Hobart, Tasmania, Australia
This image is part of the Colonial Office photographic collection held at The National Archives UK.
The first substantial Government House was built in 1817 in Macquarie Street on an area now occupied by Franklin Square, Elizabeth Street and the Town Hall. However, this building proved to be inadequate and Governor Arthur decided that it needed to be replaced by a house on the present site at Pavilion Point.
After several delays construction of the present Government House commenced in 1855. Some of the sandstone used in construction was excavated from quarries at the site, which is now ornamental pools. Local timbers were used for the joinery and Welsh slate for the roofs. Furnishings were ordered from Trollope and Sons, London.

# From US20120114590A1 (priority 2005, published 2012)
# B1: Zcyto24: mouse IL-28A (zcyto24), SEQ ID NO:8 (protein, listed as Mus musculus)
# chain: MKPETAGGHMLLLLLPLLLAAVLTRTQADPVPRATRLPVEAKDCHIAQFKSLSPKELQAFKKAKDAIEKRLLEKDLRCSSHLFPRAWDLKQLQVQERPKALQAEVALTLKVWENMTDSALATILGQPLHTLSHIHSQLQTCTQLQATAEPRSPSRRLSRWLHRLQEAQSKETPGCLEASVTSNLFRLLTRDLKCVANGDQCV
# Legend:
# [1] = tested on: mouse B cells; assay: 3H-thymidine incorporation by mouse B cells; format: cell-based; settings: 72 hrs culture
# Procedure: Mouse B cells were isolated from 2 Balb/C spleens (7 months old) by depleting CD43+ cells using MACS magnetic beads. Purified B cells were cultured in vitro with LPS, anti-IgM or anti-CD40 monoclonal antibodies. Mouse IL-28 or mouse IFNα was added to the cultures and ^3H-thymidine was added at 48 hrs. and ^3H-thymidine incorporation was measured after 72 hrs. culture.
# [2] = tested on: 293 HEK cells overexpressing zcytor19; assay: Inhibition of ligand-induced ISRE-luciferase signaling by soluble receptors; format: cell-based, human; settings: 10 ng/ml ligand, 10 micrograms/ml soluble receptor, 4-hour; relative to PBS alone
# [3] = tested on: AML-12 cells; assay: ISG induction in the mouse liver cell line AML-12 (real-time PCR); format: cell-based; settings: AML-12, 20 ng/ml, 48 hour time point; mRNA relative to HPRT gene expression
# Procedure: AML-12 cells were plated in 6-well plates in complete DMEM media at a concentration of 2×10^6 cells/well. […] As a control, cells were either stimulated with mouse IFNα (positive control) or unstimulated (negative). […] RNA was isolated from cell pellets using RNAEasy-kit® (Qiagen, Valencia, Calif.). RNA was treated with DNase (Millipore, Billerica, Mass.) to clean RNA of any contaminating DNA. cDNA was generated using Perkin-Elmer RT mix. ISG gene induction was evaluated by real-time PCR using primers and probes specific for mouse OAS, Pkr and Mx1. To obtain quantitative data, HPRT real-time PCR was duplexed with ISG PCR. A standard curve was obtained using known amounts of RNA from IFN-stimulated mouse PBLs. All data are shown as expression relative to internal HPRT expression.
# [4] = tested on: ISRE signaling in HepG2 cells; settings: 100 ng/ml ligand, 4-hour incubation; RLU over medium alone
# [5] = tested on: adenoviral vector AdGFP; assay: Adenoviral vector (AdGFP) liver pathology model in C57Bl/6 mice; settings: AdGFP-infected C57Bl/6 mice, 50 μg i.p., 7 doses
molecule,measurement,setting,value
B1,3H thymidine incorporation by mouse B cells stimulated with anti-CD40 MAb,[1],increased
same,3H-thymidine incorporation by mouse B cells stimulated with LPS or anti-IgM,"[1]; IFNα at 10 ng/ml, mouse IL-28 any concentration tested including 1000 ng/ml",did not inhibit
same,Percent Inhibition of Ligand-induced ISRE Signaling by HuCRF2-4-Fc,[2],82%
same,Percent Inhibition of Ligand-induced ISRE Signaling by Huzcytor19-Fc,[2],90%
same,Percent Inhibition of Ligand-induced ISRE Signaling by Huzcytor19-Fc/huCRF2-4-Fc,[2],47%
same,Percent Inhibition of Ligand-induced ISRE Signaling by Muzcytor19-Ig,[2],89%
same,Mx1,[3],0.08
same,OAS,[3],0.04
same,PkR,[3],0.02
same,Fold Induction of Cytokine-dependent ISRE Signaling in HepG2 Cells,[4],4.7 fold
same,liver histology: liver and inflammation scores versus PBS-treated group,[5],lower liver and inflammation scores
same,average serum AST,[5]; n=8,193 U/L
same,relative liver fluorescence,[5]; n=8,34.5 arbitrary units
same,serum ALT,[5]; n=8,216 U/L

The main construction was completed in 1857 and on 2 January 1858, Sir Henry Fox Young became the first Governor to take up residence. Internal finishing was completed over the following two years. Apart from the conservatory, which was rebuilt in accordance with the original uncompleted plan in 1991, the structure of the Government House remains as it was when it was first occupied.
Tasmania’s Government House is today regarded as one of the best Vice-Regal residences in the Commonwealth.
Designed by colonial architect William Porden Kay, it is a fine example of an early Victorian country house in neo-Gothic style and is one of the largest of its type in Australia.
The scale, detail and finish of the entrance hall, grand corridor and staterooms together with their furniture are unequalled in Australia. [The Governor of Tasmania – https://www.govhouse.tas.gov.au]
Showing the Government House, Hobart, taken facing North-East with Lindisfarne in the background. Tasmania, Australia. Original photo was taken ca. 1868.
From the collection of: